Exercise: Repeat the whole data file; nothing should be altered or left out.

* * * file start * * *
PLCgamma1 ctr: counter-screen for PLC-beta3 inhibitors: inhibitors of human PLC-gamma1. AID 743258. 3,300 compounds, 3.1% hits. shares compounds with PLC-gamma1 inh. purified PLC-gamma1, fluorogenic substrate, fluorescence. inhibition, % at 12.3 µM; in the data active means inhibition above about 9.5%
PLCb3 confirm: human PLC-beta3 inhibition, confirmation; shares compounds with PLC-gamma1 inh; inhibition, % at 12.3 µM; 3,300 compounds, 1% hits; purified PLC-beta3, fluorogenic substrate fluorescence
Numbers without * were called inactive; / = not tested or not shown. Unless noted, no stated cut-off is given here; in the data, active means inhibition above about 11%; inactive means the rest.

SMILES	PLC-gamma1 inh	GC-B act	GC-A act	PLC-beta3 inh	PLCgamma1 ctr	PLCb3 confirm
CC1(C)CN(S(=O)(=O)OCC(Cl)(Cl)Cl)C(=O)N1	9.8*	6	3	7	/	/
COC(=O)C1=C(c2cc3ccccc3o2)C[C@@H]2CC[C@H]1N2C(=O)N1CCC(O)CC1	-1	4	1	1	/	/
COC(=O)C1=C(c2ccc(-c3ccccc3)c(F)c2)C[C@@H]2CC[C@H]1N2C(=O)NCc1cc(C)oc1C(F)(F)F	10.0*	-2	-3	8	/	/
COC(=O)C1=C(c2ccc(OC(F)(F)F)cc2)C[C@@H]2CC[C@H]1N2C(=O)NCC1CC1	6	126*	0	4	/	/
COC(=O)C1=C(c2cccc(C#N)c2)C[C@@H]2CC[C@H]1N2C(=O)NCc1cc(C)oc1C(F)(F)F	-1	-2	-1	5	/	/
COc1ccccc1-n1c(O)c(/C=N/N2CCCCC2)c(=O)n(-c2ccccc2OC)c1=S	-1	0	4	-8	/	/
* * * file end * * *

PLCgamma1 ctr: counter-screen for PLC-beta3 inhibitors: inhibitors of human PLC-gamma1. AID 743258. 3,300 compounds, 3.1% hits. shares compounds with PLC-gamma1 inh. purified PLC-gamma1, fluorogenic substrate, fluorescence. inhibition, % at 12.3 µM; in the data active means inhibition above about 9.5%
PLCb3 confirm: human PLC-beta3 inhibition, confirmation; shares compounds with PLC-gamma1 inh; inhibition, % at 12.3 µM; 3,300 compounds, 1% hits; purified PLC-beta3, fluorogenic substrate fluorescence
Numbers without * were called inactive; / = not tested or not shown. Unless noted, no stated cut-off is given here; in the data, active means inhibition above about 11%; inactive means the rest.

SMILES	PLC-gamma1 inh	GC-B act	GC-A act	PLC-beta3 inh	PLCgamma1 ctr	PLCb3 confirm
CC1(C)CN(S(=O)(=O)OCC(Cl)(Cl)Cl)C(=O)N1	9.8*	6	3	7	/	/
COC(=O)C1=C(c2cc3ccccc3o2)C[C@@H]2CC[C@H]1N2C(=O)N1CCC(O)CC1	-1	4	1	1	/	/
COC(=O)C1=C(c2ccc(-c3ccccc3)c(F)c2)C[C@@H]2CC[C@H]1N2C(=O)NCc1cc(C)oc1C(F)(F)F	10.0*	-2	-3	8	/	/
COC(=O)C1=C(c2ccc(OC(F)(F)F)cc2)C[C@@H]2CC[C@H]1N2C(=O)NCC1CC1	6	126*	0	4	/	/
COC(=O)C1=C(c2cccc(C#N)c2)C[C@@H]2CC[C@H]1N2C(=O)NCc1cc(C)oc1C(F)(F)F	-1	-2	-1	5	/	/
COc1ccccc1-n1c(O)c(/C=N/N2CCCCC2)c(=O)n(-c2ccccc2OC)c1=S	-1	0	4	-8	/	/